Following Msgr. Connell's untimely death, the Rev. Joseph M. Quinlan arrived at St. Mary's in 1977. He immediately began the task of renovating the school: every window in the school was replaced, a new roof was installed, the ceilings in every classroom were "dropped", the school's electrical system was replaced, and air conditioning was brought to the auditorium. Fr. Quinlan encouraged us to become a tithing parish, and moved beyond the concept of tithing to begin a major pledge drive to renovate the church. Moved by his spirit, the generous parishioners of St. Mary's pledged hundreds of thousands of dollars to completely renovate the church: every pew was replaced, fork lift trucks moved up and down the aisles and the church was renewed in the spirit of Vatican II, while maintaining its original beauty. Carpeting and a new sound system were installed and the area in the rear was remodeled and converted into a daily Mass chapel. The altar was moved closer to the people, flexible seating was installed, and the organ was restored and moved from the loft to its present location. The baptismal font was moved to the center of the church - to the midst of the community. During the brief time of renovation (the summer of 1982) weddings and funerals were moved to St. Mark's and St. Thomas', Sunday liturgies were celebrated in the auditorium, and daily Mass occurred in the convent chapel. In the fall of 1982, the extensively renovated St. Mary's Church reopened, maintaining the character that has inspired the people of the parish for generations.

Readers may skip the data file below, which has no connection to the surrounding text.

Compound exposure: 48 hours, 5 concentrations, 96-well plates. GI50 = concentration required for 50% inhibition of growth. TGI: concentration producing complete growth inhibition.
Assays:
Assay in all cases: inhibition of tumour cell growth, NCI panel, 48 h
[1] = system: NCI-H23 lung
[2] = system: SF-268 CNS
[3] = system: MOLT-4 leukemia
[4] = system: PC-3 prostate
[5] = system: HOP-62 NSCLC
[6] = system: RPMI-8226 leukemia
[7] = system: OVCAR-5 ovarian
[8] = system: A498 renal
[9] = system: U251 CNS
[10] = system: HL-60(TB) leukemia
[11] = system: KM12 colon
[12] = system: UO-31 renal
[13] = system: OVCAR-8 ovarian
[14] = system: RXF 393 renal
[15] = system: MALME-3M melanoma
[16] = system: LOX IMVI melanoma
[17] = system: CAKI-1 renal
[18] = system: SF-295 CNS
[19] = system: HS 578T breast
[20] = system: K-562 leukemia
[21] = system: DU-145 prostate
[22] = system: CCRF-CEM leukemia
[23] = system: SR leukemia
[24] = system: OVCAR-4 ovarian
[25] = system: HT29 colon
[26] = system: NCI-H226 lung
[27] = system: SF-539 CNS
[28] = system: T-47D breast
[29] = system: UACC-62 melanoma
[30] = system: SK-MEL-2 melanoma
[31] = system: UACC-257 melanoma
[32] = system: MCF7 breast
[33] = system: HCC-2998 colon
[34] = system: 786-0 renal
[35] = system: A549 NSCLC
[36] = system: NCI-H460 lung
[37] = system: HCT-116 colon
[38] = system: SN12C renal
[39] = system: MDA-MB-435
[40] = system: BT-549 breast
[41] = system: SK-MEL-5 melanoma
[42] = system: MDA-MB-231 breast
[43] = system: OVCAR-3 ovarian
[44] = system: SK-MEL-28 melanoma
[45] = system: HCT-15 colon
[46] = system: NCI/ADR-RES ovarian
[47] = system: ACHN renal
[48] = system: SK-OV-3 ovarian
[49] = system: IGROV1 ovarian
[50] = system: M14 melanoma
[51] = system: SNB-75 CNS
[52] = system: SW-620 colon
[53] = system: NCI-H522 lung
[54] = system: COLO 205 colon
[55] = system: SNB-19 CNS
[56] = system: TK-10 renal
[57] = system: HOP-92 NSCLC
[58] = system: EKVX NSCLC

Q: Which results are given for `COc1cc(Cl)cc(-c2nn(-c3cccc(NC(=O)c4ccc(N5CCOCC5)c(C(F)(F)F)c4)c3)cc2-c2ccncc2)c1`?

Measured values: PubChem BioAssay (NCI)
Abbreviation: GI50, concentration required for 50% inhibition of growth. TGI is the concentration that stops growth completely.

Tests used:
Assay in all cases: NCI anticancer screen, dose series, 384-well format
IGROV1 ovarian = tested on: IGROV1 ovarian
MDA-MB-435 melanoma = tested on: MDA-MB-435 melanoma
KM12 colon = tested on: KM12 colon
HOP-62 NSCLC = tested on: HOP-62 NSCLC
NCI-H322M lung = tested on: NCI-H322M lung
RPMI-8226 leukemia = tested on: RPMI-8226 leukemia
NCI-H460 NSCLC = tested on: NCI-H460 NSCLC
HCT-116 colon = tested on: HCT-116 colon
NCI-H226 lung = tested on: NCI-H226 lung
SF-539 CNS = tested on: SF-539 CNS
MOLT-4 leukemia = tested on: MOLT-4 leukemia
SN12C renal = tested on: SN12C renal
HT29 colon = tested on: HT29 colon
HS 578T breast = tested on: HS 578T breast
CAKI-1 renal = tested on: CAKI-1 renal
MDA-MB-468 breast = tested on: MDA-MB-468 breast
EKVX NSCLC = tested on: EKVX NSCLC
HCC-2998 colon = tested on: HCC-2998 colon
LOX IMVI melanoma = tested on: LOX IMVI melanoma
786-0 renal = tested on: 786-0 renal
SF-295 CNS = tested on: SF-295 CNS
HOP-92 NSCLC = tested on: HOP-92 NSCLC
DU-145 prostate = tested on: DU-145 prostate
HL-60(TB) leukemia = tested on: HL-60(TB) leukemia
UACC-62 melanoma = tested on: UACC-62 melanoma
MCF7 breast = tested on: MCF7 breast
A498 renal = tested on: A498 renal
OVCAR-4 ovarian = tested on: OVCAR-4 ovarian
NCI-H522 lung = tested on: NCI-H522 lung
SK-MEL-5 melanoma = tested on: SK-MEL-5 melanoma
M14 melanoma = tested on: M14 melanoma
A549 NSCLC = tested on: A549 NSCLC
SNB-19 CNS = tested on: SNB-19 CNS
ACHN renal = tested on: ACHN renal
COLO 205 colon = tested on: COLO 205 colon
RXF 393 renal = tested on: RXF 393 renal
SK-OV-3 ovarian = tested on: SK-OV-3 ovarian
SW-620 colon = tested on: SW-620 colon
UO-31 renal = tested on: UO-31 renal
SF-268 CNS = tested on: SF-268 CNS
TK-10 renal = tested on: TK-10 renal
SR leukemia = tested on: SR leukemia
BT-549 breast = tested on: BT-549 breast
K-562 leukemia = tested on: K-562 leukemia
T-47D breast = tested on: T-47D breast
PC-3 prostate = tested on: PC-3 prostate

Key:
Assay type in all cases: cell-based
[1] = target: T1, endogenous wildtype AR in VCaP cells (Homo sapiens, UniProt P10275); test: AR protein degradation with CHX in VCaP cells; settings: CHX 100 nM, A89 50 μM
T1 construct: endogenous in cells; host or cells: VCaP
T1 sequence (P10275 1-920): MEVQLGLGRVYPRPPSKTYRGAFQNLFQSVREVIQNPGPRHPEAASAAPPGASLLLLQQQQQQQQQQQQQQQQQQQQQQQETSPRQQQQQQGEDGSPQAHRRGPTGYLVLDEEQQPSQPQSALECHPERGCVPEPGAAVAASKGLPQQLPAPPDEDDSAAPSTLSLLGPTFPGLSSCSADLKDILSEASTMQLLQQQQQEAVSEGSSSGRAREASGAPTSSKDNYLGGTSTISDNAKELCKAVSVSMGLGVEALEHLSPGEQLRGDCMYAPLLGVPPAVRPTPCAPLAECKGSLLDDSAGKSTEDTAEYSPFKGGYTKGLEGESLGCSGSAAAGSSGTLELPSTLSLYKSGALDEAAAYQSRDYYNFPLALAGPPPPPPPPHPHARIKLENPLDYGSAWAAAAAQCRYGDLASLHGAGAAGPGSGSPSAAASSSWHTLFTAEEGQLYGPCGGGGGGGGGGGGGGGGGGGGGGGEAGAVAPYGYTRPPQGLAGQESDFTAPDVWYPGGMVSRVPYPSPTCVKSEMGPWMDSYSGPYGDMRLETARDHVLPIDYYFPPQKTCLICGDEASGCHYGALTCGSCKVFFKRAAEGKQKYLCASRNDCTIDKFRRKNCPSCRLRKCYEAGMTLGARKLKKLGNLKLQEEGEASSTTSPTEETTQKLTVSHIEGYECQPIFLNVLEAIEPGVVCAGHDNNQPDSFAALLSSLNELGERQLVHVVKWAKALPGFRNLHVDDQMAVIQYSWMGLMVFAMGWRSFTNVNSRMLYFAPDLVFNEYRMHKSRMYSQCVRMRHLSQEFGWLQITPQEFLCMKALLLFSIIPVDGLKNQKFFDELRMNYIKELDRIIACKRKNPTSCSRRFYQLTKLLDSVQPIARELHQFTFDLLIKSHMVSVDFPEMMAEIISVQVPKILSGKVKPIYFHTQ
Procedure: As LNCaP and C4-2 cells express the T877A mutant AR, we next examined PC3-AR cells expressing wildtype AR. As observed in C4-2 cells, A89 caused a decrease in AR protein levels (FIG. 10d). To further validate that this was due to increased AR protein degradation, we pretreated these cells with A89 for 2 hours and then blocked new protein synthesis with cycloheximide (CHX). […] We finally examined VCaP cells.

Fr. Quinlan then turned  his attention to the rectory, installing central air conditioning, completely renovating all rooms and tremendously expanding office space to meet the needs of the people of St. Mary's. Again, every window needed replacement, and even the garage was refurbished and sided, along with the siding of the rectory.

    Spiritually, Fr. Quinlan began the RCIA process at St. Mary's, and it was under his direction that the first Lectors and Eucharistic Ministers were trained and commissioned. The first bilingual Masses and ministry to the Hispanic population in the area occurred, along with the hiring of the first Youth Minister at St. Mary's. Another of Fr. Quinlan's accomplishments was the parish census - a door to door count/interview of Catholics in Rahway. Through his active involvement in the Rahway Ministerial Association, many interfaith activities blossomed at St. Mary's during Fr. Quinlan's pastorate.